What is the Esophagus?
The esophagus is a tube like organ lined with muscle located between the pharynx and the stomach. İt transfers food from the mouth to the stomach. İt is divided into three anatomical parts due to the fact that it is found in the neck, thoracic cavity and abdomen. Esophageal cancer arises from its flat epithelial cells that line the inner wall /squamous cell carcinoma/. Adenocarcinoma, which is cancer that originates from secretory cells, can be seen in parts of the esophagus that are close to the stomach. Esophagus cancers spread to neighbouring structures via the lymph nodes and lymphatic channels. The principle of esophagus cancer surgery is to excize the esophagus with its relative lymph nodes as a whole without disturbing its integrity.
How are Esophageal Cancers Diagnosed?
The most common symptom is dysphagia/difficulty in swallowing/. There is usually weight loss of more than 10kg in a 6 month period and pain radiating to the chest or back. Patients with difficulty swallowing should have a barium enema X-ray to detect any mass, but the diagnosis of esophagus cancer is made with endoscopic evaluation of the esophagus and stomach with biopsy of any mass visualized. Computerized tomography is a valuable radiologic examination that gives detailed information about the situation of the esophagus, neighbouring organs ie:heart, lung and distant organs ie: liver metastasis.
Treatment of Esophageal Cancer.
Esophagus cancer that originates in the throat area is treated with radiotherapy. Radiotherapy alone has the same long term outcome of that of surgery minus the possible surgical complications. Esophagus cancer originating for anywhere else is treated surgically. Preoperative chemotherapy and radiotherapy should be recieved to decrease the size of the tumor and postoperatively to prevent reoccurence. Surgery for esophagus cancer involves all three of its anatomical areas. The thoracic cavity is opened and the esophagus along with its lymph nodes and nodes of the lungs are liberated from surrounding structures. The lower esophagus is detached form the stomach and lymph nodes from this lower gastric are all collected, thus the whole esophagus with surrounding lymphatic systems are excized. To create a “new” esophagus the stomach or a part of the large intestine is prepared and fitted to the pharynx in the neck. Due to the great risks and technical difficulty of this surgical procedure, extensive surgical experience is required.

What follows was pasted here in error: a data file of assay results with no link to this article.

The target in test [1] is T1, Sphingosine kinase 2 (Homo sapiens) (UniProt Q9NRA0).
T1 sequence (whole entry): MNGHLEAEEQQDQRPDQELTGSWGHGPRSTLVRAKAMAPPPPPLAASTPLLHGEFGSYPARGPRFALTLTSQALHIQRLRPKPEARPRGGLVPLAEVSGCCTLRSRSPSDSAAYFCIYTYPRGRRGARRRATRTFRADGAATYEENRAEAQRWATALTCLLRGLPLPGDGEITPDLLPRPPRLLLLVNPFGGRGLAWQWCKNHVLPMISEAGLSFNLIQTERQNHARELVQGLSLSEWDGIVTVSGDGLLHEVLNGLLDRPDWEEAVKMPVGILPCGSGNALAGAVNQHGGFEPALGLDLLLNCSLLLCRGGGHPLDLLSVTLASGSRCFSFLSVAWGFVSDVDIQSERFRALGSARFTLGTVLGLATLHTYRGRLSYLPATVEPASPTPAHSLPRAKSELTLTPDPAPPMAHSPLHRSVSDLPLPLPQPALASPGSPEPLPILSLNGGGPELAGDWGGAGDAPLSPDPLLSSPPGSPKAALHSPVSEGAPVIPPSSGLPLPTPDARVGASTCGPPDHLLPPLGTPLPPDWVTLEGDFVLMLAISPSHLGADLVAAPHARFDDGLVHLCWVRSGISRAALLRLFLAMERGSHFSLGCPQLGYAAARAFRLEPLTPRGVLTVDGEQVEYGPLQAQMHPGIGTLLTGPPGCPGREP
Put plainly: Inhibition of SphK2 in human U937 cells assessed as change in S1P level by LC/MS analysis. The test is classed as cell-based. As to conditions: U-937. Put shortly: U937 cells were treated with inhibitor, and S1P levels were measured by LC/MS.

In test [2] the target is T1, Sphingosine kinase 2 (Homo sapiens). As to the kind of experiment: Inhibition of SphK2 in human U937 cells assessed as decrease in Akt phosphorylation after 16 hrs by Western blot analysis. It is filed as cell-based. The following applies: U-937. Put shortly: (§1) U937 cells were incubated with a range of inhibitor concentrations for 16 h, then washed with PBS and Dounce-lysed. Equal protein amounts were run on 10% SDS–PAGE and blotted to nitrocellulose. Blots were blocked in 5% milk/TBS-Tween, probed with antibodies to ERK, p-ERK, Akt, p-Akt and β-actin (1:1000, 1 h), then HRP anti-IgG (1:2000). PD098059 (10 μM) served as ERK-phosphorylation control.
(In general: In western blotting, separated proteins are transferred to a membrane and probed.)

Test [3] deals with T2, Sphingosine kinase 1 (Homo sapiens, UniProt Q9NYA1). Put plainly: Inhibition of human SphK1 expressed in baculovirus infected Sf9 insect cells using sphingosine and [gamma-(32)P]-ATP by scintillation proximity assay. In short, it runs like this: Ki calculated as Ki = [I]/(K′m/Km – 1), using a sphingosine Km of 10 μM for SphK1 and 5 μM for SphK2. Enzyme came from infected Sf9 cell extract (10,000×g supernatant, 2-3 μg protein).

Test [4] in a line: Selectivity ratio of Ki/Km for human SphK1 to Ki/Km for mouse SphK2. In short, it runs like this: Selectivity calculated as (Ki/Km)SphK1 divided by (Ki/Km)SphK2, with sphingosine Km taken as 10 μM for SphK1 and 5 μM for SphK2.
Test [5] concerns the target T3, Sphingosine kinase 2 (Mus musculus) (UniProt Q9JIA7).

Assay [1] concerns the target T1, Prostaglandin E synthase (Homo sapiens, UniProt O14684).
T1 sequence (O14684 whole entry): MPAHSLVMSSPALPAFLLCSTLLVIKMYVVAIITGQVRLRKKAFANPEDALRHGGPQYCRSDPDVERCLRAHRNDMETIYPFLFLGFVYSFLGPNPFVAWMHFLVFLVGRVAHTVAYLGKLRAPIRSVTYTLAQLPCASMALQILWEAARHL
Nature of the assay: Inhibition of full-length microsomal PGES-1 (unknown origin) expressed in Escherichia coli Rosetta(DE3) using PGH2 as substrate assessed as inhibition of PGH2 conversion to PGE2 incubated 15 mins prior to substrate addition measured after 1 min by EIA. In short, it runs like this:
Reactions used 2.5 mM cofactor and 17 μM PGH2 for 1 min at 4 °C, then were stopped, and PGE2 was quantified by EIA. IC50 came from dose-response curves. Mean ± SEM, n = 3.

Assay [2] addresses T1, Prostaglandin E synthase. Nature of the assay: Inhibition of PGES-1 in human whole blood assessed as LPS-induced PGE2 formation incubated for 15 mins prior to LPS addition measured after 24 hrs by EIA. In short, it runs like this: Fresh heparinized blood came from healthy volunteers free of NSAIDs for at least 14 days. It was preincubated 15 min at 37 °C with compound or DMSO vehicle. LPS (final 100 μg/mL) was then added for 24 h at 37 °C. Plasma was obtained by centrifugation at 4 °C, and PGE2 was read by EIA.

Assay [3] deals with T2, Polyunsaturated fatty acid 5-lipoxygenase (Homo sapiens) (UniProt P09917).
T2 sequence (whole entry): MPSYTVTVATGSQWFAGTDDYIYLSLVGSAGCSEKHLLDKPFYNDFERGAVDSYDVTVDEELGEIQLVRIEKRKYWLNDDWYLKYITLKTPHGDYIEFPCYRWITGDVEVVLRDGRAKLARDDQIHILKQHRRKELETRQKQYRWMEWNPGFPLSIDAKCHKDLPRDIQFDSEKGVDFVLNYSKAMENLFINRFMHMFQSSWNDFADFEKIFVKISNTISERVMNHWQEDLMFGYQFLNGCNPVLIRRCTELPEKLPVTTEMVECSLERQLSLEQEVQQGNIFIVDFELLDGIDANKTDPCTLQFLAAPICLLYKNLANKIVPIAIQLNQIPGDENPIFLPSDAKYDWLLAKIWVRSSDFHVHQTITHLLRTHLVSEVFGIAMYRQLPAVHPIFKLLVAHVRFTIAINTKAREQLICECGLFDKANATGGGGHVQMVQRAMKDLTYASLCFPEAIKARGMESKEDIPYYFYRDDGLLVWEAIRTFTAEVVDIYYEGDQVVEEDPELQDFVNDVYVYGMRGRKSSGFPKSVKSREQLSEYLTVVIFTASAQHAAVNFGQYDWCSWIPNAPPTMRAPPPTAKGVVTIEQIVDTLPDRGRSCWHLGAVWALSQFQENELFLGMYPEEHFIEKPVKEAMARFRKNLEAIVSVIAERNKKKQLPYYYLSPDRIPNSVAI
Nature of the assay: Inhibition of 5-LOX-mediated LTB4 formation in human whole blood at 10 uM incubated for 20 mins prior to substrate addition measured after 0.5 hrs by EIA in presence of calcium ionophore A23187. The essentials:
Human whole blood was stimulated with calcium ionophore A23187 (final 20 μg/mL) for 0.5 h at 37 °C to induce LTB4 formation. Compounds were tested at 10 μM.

Which Patients are Eligible for Surgery?
Esophageal cancers if untreated unfortunately have a very short survival rate. Preoperatively a CT scan is essential to evaluate the tumor. İf metastasis for major organs such as the liver are detected, surgery should be postponed and onchologic therapy given first. PET/CT is superior to CT in the detection of metastasis and is frequently used preoperatively as well as for postoperative followup. Weight loss and loss of bodily nutrients are frequently seen. For a patient to tolerate this surgical procedure and heal well afterwords, good nutritional status is a must. For this reason, a feeding tube can be placed into the stomach or intestine before any treatment is started. Another alternative is i.v. feeding.
What awaits you after Surgery?
The opening of the thoracic cage may cause problems after surgery. Respiratory distress and serious pnomonia are just a few of the lifethreatening problems encountered. The surgical technique used and the patients preoperative nutritional status are key to avoid complications such as leakage from the sutures or fistula formation. These forms of leakage can quickly become lifethreatening. After esophageal cancer surgery patients can eat as usual. Rarely the newly created esophagus may narrow causing obstruction, which is treated endoscopically. Further surgery for this situation is rarely required but possible.